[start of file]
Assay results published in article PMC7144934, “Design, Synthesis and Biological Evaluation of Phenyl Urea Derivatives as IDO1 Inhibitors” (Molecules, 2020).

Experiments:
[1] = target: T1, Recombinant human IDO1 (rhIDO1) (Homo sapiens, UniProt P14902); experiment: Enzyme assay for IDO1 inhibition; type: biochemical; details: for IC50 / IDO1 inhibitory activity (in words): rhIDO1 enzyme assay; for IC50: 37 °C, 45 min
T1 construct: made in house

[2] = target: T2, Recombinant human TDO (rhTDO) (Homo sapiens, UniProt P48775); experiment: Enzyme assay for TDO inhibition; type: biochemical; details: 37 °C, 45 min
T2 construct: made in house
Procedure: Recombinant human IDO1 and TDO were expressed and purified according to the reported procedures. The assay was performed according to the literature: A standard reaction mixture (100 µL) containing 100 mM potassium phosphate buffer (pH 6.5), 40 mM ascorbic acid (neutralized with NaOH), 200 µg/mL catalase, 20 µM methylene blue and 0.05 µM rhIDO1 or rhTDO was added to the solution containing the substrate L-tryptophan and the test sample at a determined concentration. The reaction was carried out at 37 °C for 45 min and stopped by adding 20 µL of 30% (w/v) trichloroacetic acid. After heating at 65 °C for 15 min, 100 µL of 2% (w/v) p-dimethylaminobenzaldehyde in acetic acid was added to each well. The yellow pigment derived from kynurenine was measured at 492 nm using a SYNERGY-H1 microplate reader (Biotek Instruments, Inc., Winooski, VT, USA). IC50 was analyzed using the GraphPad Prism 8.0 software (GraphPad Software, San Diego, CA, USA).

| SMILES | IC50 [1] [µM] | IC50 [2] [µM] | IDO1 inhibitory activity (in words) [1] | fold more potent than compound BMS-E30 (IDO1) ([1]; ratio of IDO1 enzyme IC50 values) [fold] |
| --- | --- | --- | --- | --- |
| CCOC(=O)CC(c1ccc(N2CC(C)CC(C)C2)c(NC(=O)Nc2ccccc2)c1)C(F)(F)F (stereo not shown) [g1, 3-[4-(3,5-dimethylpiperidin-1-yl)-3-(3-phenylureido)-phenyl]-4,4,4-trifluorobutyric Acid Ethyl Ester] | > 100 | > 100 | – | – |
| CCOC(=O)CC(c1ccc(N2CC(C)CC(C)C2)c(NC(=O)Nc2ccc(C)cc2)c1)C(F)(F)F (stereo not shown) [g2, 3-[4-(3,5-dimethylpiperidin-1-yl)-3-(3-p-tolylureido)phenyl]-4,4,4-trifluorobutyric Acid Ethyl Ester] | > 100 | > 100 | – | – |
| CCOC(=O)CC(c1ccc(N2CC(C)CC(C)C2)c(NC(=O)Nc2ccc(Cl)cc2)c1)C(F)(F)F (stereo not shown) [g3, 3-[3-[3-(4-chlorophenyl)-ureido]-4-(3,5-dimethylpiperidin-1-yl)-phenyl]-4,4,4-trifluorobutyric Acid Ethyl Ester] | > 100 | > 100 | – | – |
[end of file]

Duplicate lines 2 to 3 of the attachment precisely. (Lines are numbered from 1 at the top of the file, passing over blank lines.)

Experiments:
[1] = target: T1, Recombinant human IDO1 (rhIDO1) (Homo sapiens, UniProt P14902); experiment: Enzyme assay for IDO1 inhibition; type: biochemical; details: for IC50 / IDO1 inhibitory activity (in words): rhIDO1 enzyme assay; for IC50: 37 °C, 45 min